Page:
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Reference Library: The Beatles Sessions

From: (Kevin G. McGuire)
Subject: The "True" Story Behind "Sessions"
Date: 21 Jan 1995 17:21:46 GMT

[Chicago Sun-Times, Sunday, May 26, 1985]

By Rip Rense (Los Angeles Times)

There's that sound again: The Beatles are coming! The Beatles are coming! Every few years there are reports of "new" Beatles tapes discovered in somebody's garage or basement or back pocket. Most of these stories are like the boy who cried wolf.

This time, however, there is evidence that an album is in the works.

EMI, the Fab Four's old British record company, has put together a new Beatles album--not a repackage of singles and album tracks as were "Love Songs" and "Rock 'n' Roll Music, " released in the late 70s.

Titles "Sessions," the new record is a collection of 13 previously unreleased odds and ends ranging from alternate versions of LP cuts to a George Harrison track that didn't make it on the "White Album."

An executive at Capitol Records, an American subsidiary of EMI, said that "Sessions" was set for release last November, but was bumped because of the release of Paul McCartney's "Give My Regards To Broad Street" album.

What's holding up the release now are McCartney's objections to "Sessions" current format. But that's not the end of the story.

"We're now discussing the matter with the remaining Beatles and representatives of John Lennon's estate with an aim to releasing an album sometime," said Brian Southall, general manager of public relations for EMI records.

Which is to say:

"The format that(EMI) suggested was not acceptable, but one obviously has to start somewhere. And then we move on from there. We move on to other formats now, other suggestions and discussions."

A spokesman for McCartney in London said that "EMI is not throwing you a red herring--I can confirm that discussions are under way. Beyond that, we have nothing to say."

That discussions between EMI and former members of the Beatles(and the Lennon estate) are even taking place is surprising. McCartney, George Harrison and Ringo Starr historically have dismissed the idea of releasing leftover material, saying they issued everything they wanted to.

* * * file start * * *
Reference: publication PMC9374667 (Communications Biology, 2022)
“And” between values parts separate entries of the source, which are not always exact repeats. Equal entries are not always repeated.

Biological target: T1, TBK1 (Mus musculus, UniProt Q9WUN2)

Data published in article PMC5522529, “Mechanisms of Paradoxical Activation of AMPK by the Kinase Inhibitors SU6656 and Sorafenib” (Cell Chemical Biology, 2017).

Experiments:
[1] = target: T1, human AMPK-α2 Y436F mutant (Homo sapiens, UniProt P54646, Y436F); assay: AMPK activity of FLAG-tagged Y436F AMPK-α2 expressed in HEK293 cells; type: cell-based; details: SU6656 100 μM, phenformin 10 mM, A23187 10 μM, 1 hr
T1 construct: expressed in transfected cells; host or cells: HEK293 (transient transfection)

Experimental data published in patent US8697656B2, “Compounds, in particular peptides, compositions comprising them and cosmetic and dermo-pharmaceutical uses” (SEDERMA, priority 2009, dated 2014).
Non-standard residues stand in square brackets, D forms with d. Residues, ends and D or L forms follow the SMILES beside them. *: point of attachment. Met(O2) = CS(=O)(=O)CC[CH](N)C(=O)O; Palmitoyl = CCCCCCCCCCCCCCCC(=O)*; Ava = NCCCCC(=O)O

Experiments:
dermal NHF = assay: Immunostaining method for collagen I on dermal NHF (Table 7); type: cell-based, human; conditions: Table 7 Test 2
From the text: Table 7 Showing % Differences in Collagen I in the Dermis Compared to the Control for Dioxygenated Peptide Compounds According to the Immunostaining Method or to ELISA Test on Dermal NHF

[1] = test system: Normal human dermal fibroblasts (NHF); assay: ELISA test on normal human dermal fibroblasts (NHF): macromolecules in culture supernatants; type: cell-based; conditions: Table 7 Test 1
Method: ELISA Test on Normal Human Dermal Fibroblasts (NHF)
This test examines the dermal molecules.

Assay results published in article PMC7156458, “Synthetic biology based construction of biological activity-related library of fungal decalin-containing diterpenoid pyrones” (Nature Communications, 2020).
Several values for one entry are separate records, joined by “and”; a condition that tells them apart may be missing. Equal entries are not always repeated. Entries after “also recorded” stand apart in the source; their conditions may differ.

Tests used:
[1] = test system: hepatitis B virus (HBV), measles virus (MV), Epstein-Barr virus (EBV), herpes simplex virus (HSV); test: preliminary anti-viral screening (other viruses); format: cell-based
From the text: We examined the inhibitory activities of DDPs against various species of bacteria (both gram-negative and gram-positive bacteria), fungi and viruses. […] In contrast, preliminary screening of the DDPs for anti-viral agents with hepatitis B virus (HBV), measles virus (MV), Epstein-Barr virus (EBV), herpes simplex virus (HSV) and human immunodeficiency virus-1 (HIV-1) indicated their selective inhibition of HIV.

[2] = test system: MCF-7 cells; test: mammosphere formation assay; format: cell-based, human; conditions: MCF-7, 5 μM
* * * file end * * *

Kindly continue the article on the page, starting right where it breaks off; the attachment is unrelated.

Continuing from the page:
But now, for the first time, the ex-Beatle with the biggest clout in the matter is publicly not bristling at the idea of releasing old tracks. And, for the first time, EMI records is not only acknowledging that there is enough material for one LP, but that it would be glad to put the album together.


Explained Southall, "There's been an awful lot of demand over the years for various tracks that people have alleged the Beatles recorded. A lot of fans have been forced to buy illegal bootleg recordings of dubious quality and excessive price."

EMI had long acknowledged that it possesses a "few tracks" left over from Beatles recording sessions. In 1980, the company actually planned to release two of them--the Beatles' versions of Johnny Preston's "Leave My Kitten Alone" and Mitch Murray's "How Do You Do It?"--as a single. The plans were cancelled after the murder of John Lennon.

"Obviously we knew we had 'Kitten' and odd tracks and things like that," Outhall said. "But never sufficient material for an album. Now we do."

Southall and the Beatles Committee then came up with "a number of different proposals" for the album. "Label copy"--official listings of songs for forthcoming albums--was sent from EMI to Capitol under the code name "Mary Jane."

The titles on the "Sessions" label copy were the "most significantly interesting" tracks in EMI's vaults, Southall said. The album was to begin, amusingly enough, with the Beatles' version of Badfinger's "Come And Get It"(written by McCartney), possibly featuring only McCartney and Ringo. The rest of side one: "Leave My Kitten Alone," "Not Guilty," an alternate take of "I'm Looking Through You," and "What's The New Mary Jane," the much-bootlegged "debunk the Beatles myth session"(1968) featuring Lennon, Harrison, Yoko Ono and others.